Somehow, the job that nobody knew existed two years ago has become a political weapon. Now, I can’t just say I fact check. I have to say, “I fact-check for magazines regarding small details like if so-and-so’s grandmother made bonnets or if the shop’s tiles are really green. I don’t do Facebook-type fact-checking.” It’s a distinction I never had to make before. And one that makes my job description significantly longer.

But honestly, as much as I try to downplay the work I do for the sake of politics, I’m proud of it.

I call dozens of people for each article that goes into a magazine like Texas Highways. I speak to former Olympians to fix things like the wrong date listed for when they played their first game. I speak with passionate conservationists, excited to share their story, and particular that we don’t call a lizard “pregnant” because apparently the right term for reptiles is “gravid.” And I speak with everybody’s grandmother named Betty Mae up in the Panhandle to confirm that she has owned the little cafe since 1962, when she bought it from her father—no, scratch that, it was her uncle.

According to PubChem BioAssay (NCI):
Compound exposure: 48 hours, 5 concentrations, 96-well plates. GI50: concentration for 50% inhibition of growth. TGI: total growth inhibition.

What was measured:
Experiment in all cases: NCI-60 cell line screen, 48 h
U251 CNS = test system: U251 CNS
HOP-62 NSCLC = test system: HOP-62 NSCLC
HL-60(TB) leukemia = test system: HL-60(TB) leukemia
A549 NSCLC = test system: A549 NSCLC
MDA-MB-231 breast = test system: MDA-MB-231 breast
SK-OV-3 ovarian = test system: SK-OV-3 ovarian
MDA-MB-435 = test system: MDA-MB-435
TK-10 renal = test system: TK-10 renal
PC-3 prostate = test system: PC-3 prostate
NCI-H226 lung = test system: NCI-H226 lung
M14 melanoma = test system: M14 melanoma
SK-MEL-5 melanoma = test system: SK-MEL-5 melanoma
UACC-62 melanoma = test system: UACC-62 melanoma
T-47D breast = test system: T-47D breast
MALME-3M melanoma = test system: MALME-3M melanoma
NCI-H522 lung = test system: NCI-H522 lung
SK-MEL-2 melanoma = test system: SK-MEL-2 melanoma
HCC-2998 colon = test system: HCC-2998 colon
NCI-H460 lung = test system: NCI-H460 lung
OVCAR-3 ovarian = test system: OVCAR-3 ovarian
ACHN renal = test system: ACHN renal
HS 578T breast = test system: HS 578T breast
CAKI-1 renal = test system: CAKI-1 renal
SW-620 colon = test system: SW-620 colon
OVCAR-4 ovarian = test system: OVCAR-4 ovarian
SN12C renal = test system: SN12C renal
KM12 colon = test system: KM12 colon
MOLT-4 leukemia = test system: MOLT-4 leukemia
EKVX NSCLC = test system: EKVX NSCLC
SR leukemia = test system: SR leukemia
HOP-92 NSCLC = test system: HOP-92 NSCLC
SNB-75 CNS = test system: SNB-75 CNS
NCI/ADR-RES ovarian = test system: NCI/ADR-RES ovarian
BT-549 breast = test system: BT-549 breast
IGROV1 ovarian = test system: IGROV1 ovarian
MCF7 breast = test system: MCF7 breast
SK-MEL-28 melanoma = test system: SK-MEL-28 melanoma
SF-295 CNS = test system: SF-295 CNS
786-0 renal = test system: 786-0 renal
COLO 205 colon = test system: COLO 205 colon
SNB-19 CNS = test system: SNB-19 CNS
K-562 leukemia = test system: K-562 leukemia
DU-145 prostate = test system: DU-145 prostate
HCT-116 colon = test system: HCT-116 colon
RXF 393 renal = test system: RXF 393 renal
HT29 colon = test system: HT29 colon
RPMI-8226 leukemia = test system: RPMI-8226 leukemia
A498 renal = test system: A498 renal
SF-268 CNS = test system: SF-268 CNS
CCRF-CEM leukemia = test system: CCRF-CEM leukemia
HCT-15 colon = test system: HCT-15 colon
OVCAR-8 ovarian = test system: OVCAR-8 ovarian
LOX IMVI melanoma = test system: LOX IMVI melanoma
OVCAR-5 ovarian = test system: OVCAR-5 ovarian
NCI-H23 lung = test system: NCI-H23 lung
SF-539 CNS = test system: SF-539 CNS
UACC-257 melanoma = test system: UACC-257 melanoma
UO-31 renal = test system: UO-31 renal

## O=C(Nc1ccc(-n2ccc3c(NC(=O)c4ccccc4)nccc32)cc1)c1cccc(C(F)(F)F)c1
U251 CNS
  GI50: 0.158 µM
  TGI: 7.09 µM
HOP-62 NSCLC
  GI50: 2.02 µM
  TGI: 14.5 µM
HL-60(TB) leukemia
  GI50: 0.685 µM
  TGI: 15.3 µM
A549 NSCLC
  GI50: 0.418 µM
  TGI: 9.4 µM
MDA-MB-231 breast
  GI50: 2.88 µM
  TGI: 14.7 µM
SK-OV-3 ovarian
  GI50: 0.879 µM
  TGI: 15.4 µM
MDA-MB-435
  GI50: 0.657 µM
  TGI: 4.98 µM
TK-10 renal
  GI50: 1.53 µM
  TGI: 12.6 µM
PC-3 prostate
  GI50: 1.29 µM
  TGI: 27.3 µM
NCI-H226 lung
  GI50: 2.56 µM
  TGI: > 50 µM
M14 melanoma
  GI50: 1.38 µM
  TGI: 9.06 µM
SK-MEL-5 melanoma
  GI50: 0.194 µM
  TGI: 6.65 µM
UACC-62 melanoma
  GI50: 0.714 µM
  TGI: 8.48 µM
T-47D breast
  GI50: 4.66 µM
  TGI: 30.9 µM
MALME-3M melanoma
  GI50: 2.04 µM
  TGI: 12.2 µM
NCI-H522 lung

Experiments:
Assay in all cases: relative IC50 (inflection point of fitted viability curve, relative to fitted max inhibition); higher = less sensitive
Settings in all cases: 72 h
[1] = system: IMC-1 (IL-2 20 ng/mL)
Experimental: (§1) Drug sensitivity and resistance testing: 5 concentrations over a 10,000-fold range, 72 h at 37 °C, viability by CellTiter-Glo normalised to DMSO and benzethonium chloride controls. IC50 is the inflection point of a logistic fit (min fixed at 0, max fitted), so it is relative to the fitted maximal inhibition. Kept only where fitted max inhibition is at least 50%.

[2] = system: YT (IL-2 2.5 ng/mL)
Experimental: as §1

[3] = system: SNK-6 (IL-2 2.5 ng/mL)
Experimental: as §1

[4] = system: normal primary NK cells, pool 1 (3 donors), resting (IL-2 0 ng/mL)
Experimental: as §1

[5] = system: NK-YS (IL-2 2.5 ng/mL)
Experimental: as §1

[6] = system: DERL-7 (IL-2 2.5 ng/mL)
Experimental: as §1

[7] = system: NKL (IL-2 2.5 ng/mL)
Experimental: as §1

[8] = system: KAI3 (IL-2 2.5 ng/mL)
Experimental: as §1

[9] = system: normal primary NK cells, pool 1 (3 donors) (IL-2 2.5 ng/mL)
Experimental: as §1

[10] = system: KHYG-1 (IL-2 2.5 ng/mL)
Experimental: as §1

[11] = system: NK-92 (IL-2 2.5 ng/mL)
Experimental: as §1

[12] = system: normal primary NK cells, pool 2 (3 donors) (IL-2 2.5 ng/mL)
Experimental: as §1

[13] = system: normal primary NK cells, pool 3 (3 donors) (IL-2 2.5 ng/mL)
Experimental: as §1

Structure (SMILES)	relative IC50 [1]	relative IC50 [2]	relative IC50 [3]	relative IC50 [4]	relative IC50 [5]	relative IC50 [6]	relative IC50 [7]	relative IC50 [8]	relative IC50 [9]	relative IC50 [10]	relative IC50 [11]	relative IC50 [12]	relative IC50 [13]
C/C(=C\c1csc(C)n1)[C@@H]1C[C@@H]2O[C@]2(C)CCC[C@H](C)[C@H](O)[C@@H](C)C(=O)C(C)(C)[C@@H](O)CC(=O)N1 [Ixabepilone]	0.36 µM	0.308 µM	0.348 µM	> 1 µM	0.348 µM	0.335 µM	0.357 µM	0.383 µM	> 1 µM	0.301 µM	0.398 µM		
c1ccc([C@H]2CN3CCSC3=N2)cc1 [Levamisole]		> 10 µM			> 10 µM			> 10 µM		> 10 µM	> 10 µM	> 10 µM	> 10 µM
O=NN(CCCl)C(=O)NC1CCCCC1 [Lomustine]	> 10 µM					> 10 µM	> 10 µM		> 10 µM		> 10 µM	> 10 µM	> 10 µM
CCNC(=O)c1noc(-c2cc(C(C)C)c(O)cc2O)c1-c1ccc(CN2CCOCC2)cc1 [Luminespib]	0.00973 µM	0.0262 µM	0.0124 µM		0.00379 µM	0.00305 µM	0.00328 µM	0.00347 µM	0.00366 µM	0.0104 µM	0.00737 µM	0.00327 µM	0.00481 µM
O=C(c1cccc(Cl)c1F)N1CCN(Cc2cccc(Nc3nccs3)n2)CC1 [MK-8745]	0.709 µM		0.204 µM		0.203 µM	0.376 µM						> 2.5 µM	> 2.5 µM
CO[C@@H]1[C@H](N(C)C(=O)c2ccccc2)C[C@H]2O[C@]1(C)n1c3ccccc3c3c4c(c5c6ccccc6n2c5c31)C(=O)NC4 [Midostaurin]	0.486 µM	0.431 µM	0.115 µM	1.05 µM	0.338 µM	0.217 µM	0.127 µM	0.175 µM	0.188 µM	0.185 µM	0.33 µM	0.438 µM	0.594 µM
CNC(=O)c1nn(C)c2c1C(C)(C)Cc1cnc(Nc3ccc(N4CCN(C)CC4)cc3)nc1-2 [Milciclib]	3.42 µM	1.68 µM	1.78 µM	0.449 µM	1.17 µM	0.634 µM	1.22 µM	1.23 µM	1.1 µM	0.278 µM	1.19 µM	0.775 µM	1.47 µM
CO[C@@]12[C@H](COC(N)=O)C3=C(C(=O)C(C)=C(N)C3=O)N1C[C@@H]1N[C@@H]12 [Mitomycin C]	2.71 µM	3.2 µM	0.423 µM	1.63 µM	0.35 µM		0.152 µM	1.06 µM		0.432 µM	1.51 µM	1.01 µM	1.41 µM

That’s what I do.

I’m not telling anyone how to live their lives. I’m helping authors share their stories accurately. I’m catching those little details that fall through the cracks of a thousand words. And apparently, I’m now spreading information on fact-checkers. Honestly, I’m not sure how companies like Facebook do it. I’m not sure if they’re hiring trained journalists or if it’s all computer programming. But as a professional in the field, I’m just here to say: it’s not all the same thing. On the rare chance that you meet a fact-checker soon, have a little more curiosity and a little less presumption. Because I can guarantee you, they’ve got some stories to tell.